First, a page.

Kaffir Lime Leaves: 5 Creative Culinary Ways To Use The Herb
Image Credit: Simply Suwanee

Kaffir lime leaves, the bright green leaves from the Thai lime or Markut lime plant, is a fragrant herb that is used widely across Thai, Indonesian and Cambodian cuisines. Adding a fresh, zesty flavour to recipes like soups, broths and curries, these hourglass-shaped leaves have a wider range of culinary uses to which they can be applied. Available in fresh as well as powdered variants, the fresh leaves have a bright citrus flavour whereas the powder has a deeper zest, similar to that of lime or lemon zest.


Image Credits: Grantourismo Travels

Making a jar of cucumber pickles or pickled onions? Add a couple of fresh kaffir lime leaves to the brine for an accentuated citrus hit. Infuse the pickling broth made with vinegar, water, sugar, salt and whole spices like cinnamon, garlic, black pepper and bay leaf, with a bright tanginess that the leaves provide, when rested for a considerable period of time, in the jar marinating the pickles.


Whether it is a light chicken broth or a deeply-flavoured mutton broth, kaffir lime leaves add a delicious fresh scent along with lots of flavour. This kaffir lime-scented broth can be used as a base for sauces, to cook noodles or pasta in or even as a great liquid for a comforting bowl of chicken noodle stew. The unique flavour that the leaves impart to the broth, allow for it to feel lighter and fresher on the palette.

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Curry Paste

Image Credits: Taste

What is a good curry paste worth if not packed with the flavours of lemongrass, chillies, garlic and some citrus hit from kaffir lime? Not only do these leaves work beautifully to contribute a layer of flavour to Thai curry pastes, they are also quite delicious to use in Middle Eastern and Mediterranean cuisine recipes. Marinate your chicken for shawarma with a couple of kaffir lime leaves, or add a ribboned leaf as garnish over a salty feta salad for that extra zing.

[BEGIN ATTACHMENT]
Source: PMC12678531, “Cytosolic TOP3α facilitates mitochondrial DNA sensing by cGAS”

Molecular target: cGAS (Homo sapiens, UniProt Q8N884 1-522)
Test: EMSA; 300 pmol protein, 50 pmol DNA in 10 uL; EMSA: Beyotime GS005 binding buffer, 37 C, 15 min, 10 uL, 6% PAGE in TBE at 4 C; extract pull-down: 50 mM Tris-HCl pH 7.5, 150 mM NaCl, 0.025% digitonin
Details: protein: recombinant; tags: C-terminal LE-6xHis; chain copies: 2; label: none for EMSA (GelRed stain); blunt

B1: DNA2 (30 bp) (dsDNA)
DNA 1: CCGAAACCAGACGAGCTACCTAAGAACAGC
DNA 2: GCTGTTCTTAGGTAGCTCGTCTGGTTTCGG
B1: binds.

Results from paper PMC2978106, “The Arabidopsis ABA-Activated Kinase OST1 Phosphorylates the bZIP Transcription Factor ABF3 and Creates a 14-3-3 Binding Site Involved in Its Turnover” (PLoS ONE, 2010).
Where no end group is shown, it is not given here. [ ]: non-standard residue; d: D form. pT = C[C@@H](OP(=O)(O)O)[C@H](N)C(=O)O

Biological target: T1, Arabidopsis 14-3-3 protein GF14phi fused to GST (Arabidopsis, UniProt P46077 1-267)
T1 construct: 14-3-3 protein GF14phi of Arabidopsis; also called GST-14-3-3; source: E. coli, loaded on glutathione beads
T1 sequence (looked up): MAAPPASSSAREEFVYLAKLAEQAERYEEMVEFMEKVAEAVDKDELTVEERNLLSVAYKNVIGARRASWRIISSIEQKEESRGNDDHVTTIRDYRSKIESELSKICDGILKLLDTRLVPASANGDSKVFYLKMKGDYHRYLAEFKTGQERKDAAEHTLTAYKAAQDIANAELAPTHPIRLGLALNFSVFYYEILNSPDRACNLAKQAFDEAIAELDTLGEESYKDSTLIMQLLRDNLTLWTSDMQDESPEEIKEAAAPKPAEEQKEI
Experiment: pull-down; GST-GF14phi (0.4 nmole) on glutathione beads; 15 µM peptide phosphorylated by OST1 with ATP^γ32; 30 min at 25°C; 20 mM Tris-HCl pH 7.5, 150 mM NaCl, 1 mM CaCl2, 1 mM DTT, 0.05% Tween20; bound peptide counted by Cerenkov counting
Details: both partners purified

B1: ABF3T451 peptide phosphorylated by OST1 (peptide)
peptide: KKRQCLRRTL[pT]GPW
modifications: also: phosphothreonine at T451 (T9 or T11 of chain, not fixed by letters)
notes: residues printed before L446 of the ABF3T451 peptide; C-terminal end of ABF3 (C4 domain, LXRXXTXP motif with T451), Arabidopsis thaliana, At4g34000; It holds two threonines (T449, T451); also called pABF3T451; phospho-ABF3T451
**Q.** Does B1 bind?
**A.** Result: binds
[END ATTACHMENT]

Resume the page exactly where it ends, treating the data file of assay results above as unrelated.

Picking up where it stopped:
Sugar Syrup

If the foundation of a good summer cocktail for you is something loaded with citrus flavour, then infusing your simple syrup or sugar syrup for margaritas and glazes for lemon cakes, is the way to go. Adding these aromatic leaves to a simmering saucepan of syrup while it is still hot, allows for the flavour to permeate deeply and combine with whatever purpose the sugar syrup will eventually serve.

Infused Vodka

Why stop at infusing syrups or adding kaffir lime to savoury recipes, when you can stick a handful of leaves into a bottle of vodka, and leave it to work its magic for a couple of weeks? If you’re a flavoured vodka lover, or want to gift something more personal to friends, this easy bar idea also doubles up as the perfect gift to bring someone. Strain the leaves from the vodka after a couple of weeks and store in a cool, dark shelf.